Carcinoma cells exhibit dysfunction/dysregulation of cell adhesion systems that correlates with their abilities to migrate, invade, and metastasize. Here we show that the tyrosine kinase c-Src is required for motility and metastasis of two carcinoma cell lines. Adherent KYN-2 cells having a high level of c-Src kinase activity become scattered, extend lamellipodia, and exhibit high motility. Expression of a dominant-negative mutant form of c-Src caused formation of stress fibers and focal adhesions, and markedly reduced motility. HCT15 cells extended lamellipodia and became scattered in response to lysophosphatidic acid stimulation in parallel with transient activation of c-Src, which was inhibited by expression of a dominant-negative mutant form of c-Src or treatment with a specific Src kinase inhibitor. Furthermore, implantation of dominant-negative c-Src transfectants into the peritoneal cavity of SCID mice resulted in reduced peritoneal dissemination compared with control transfectants. These findings indicate that c-Src activation is critically involved in carcinoma cell migration and metastasis.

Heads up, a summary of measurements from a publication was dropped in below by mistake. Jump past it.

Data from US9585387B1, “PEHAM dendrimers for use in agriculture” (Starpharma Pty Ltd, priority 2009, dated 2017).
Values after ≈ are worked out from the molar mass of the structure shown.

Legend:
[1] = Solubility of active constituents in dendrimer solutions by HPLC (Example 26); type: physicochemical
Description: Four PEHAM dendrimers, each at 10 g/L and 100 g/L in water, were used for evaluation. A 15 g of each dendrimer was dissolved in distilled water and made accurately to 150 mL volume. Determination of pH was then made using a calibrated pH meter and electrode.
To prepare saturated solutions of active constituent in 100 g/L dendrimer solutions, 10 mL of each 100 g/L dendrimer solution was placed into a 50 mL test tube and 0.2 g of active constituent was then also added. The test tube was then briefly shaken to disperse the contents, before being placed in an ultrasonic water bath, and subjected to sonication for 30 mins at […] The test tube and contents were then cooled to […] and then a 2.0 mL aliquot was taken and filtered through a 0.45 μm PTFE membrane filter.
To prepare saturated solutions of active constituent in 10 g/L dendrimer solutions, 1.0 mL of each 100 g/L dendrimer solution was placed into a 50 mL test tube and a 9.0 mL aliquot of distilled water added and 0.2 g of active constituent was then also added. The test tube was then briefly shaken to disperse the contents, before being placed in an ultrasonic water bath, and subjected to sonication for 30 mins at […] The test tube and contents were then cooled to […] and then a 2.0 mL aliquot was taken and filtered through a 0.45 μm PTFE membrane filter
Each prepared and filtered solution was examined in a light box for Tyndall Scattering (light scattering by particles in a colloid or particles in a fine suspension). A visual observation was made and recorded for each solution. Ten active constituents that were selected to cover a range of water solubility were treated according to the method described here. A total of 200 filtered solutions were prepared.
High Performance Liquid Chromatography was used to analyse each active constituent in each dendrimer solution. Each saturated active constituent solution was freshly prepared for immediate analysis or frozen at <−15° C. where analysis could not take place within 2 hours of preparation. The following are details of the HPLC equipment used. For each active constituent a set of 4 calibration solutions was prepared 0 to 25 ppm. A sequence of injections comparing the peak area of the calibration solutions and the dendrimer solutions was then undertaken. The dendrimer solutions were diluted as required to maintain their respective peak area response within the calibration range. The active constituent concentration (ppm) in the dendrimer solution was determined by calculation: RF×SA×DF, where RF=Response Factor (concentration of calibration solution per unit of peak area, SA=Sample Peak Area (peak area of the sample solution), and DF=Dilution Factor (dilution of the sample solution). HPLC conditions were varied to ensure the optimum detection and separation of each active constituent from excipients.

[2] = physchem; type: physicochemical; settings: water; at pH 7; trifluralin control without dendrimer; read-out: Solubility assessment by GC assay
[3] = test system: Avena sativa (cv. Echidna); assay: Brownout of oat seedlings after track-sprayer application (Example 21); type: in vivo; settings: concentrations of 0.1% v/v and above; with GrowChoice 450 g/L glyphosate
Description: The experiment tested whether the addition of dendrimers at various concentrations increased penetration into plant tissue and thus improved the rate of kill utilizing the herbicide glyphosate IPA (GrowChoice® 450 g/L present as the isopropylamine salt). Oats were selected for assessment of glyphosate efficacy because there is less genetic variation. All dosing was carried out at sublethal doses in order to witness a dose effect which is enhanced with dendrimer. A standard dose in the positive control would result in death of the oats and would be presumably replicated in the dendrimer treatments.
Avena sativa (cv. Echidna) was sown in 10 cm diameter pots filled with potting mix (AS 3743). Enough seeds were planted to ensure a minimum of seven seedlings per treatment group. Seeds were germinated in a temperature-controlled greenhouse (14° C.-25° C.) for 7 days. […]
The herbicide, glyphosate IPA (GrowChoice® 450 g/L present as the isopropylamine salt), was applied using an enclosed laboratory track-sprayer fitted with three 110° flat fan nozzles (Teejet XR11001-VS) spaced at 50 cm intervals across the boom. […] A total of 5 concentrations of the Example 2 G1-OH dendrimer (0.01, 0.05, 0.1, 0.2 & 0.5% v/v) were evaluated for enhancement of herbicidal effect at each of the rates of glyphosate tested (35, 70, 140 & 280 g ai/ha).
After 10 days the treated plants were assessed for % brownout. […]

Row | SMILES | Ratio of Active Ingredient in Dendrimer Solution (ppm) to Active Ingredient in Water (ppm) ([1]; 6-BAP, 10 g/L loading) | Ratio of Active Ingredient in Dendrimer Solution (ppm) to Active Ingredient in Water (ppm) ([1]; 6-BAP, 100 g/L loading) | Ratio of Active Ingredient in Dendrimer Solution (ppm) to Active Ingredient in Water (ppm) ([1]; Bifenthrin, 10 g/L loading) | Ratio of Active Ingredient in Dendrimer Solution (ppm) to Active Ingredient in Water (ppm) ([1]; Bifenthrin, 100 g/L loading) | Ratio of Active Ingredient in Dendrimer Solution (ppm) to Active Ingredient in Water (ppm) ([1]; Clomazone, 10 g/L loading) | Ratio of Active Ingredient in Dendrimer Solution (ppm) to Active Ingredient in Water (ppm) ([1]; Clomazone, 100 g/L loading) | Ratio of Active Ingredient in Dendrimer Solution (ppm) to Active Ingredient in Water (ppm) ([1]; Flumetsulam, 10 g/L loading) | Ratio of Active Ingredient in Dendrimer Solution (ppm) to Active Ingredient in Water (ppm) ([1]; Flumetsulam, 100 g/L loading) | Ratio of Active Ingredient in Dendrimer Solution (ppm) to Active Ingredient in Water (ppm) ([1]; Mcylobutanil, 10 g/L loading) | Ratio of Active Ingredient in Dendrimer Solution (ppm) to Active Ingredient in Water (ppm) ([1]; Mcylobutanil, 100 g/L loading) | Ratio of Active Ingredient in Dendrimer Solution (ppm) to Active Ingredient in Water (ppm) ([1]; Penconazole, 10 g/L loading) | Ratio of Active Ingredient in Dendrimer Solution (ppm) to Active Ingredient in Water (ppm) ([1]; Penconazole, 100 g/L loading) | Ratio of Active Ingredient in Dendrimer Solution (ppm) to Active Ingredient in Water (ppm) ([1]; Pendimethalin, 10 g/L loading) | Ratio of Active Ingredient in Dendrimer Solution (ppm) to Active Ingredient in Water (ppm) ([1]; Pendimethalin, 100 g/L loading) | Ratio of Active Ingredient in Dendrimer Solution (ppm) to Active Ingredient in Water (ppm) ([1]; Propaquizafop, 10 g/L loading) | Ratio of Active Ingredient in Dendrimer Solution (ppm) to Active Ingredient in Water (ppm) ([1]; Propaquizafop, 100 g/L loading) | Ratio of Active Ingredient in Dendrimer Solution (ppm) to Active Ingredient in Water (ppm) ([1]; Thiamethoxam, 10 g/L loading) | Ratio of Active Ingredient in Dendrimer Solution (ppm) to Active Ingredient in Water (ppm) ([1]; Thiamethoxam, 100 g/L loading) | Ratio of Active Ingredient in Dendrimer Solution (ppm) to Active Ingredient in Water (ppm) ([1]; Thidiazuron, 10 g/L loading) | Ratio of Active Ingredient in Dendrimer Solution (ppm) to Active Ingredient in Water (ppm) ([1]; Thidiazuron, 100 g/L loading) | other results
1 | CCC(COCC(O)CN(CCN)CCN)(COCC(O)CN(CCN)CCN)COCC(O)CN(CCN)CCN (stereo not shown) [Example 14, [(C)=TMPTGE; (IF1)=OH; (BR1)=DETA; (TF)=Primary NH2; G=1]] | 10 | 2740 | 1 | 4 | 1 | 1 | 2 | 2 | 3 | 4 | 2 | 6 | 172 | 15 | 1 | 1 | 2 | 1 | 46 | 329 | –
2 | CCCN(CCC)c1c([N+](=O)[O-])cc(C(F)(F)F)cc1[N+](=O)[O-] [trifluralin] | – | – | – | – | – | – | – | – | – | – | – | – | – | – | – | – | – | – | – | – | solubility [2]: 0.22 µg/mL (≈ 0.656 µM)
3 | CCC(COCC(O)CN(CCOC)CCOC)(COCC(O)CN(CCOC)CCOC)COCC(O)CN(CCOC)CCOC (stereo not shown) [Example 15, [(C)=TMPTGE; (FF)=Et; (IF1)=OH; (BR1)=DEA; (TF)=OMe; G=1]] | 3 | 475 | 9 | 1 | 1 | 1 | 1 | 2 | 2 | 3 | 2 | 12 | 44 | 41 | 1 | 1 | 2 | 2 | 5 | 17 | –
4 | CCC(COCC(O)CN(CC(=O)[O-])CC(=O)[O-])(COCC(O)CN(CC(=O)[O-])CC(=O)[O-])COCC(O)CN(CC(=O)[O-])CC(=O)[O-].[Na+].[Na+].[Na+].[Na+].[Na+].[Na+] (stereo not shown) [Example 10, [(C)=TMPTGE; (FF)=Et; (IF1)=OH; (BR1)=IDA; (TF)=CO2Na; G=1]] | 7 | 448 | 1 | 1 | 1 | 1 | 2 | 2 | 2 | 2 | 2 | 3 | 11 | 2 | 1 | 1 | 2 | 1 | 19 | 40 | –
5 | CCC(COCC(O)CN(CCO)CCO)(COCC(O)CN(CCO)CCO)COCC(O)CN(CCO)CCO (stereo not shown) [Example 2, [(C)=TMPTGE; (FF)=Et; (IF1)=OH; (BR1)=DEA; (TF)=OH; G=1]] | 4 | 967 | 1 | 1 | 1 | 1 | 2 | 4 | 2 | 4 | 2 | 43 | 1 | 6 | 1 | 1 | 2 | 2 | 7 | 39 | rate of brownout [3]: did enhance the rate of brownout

|Number of pages||6|
|Journal||Japanese Journal of Cancer Research|
|Publication status||Published - 2001 Jan 1|
- Cell motility
ASJC Scopus subject areas
- Cancer Research